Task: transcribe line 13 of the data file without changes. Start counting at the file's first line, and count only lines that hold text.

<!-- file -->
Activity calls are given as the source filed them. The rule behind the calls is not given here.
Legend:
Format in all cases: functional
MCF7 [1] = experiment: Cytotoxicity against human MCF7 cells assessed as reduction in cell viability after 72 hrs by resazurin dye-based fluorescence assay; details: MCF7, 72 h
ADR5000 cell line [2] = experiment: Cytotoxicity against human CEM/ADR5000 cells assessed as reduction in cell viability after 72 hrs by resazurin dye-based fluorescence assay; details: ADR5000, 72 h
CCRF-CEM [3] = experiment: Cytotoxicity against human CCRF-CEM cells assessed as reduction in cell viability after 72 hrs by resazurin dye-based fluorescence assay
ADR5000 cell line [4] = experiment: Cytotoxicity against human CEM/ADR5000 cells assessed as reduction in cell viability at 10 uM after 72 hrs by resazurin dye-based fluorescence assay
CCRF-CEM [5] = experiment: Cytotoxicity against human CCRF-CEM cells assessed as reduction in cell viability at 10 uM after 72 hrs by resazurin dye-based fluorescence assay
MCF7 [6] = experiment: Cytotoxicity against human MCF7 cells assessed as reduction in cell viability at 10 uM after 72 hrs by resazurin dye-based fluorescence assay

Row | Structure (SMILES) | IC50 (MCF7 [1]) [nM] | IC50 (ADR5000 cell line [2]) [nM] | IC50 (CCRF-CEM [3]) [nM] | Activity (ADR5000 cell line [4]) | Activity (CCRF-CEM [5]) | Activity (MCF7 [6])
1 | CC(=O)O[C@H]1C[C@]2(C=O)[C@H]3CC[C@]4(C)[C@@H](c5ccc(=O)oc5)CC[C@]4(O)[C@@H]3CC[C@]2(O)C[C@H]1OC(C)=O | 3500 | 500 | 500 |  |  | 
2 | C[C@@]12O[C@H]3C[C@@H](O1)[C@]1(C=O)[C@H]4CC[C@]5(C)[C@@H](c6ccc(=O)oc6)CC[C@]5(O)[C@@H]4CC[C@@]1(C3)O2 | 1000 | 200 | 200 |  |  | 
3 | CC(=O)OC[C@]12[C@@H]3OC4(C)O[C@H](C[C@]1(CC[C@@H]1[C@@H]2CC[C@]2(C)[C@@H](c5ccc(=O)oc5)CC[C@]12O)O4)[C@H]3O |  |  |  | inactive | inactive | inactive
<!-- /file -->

3 | CC(=O)OC[C@]12[C@@H]3OC4(C)O[C@H](C[C@]1(CC[C@@H]1[C@@H]2CC[C@]2(C)[C@@H](c5ccc(=O)oc5)CC[C@]12O)O4)[C@H]3O |  |  |  | inactive | inactive | inactive